Soybean Tries To Stay Above $13 As Chinese Imports Slide

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Soybean futures are sliding on Tuesday as global demand shows signs of waning. It has been a roller coaster ride for soybean prices since hitting a peak of $16.67 this past spring. The agricultural commodity has been trying reignite the rally from the first half, but the fundamentals suggest that the bull run may be on the decline.

September soybean futures tumbled $0.19, or 1.4%, to $13.345 per bushel at 13:52 GMT on Tuesday on the Chicago Board of Trade (CBoT). Soybean prices are coming off a weekly loss of about 2%, adding to their July drop of roughly 4%. Year-to-date, soybean is up only 1.85%.

Brazil, the world’s top soybean producer, saw its soybean exports slump in July as farmers hoarded more stocks, raising soybean concerns. According to a report from the Secretariat of Foreign Trade, or Secex, Rio de Janeiro exported 8.66 million metric tons of soybeans in July, down from 11.12 million metric tons in June. This is also down from 9.95 million metric tons from the same time a year ago.

Moreover, daily export shipments averaged 40,000 metric tons lower at just below 394,000 metric tons. In the January-to-July period, soybean shipments were forecast to come in at 66 million metric tons, down 3% in 2021.

But the biggest story might be the decrease in soybean exports to China, the world’s largest soybean importer. Year-to-date, Beijing’s soybean imports have declined 5%, driven by crushers have slowed down operations as they wit for margins to improve before going on a buying spree.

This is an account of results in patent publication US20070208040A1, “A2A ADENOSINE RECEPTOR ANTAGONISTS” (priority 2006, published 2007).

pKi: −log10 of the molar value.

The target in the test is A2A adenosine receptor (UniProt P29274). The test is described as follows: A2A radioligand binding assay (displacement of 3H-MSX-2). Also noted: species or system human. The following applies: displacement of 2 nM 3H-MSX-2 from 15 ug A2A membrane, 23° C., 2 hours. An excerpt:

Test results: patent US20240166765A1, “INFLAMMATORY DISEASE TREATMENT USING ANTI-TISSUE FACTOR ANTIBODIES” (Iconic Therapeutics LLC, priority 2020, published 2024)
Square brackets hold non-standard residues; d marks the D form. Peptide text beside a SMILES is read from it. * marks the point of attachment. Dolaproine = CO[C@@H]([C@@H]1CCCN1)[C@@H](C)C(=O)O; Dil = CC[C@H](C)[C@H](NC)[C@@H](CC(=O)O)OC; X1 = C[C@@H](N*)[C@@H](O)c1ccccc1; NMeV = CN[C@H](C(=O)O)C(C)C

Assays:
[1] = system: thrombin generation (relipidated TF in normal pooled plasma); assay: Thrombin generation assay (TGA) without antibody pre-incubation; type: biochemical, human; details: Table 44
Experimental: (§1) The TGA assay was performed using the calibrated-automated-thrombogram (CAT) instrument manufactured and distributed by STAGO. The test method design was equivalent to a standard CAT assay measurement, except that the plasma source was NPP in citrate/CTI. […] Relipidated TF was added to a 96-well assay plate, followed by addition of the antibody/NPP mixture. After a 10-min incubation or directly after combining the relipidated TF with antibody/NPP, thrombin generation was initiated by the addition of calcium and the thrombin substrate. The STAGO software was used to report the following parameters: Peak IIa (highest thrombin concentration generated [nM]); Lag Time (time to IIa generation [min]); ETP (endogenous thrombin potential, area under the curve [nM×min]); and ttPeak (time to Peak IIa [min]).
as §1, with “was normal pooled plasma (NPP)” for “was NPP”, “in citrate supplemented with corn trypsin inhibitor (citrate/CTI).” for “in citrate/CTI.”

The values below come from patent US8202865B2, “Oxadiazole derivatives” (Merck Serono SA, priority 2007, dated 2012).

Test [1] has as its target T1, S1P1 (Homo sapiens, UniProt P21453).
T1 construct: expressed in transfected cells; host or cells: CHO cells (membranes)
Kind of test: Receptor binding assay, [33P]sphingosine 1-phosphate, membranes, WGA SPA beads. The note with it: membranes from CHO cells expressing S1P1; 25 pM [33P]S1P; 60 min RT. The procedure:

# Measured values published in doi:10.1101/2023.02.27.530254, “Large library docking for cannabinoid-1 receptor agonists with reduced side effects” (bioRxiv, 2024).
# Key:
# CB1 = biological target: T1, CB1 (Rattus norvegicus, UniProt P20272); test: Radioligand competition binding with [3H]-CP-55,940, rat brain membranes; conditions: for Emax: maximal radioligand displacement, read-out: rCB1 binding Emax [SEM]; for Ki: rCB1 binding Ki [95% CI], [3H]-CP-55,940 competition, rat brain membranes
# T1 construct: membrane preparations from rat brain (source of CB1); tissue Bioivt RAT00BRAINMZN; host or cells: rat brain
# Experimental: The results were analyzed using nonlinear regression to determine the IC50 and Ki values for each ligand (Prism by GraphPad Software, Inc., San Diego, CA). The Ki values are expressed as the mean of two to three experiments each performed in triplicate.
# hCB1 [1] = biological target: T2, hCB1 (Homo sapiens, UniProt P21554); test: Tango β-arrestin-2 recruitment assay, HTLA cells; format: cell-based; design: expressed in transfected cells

Weather conditions have also impacted Brazil, with the South American country going through its third strong cold front this year. It is expected that the unusual cold weather would affect crops and potentially damage trees.

Meanwhile, according to the US Department of Agriculture’s (USDA) Foreign Agricultural Service (FAS), Indonesian soybean production is forecast to slump in the 2021-2022 marketing season. Analysts estimate that the country’s soybean output could fall to 425,000 tons, down from 475,000 in the previous year. Domestic consumption is anticipate to increase 52,000 tons to 3.2 million tons in the upcoming marketing year due to soaring tempeh and tofu production.

But if consumption is increasing and output could potentially subside, could soybean be setting up for a renewed bull run later in the year?

In other agricultural commodities, September corn futures dipped $0.0125, or 0.22%, to $5.605 a bushel. September wheat futures shed $0.0375, or 0.51%, to $7.2575 a bushel. September coffee futures rose $0.025, or 1.45%, to $1.753 per bushel.

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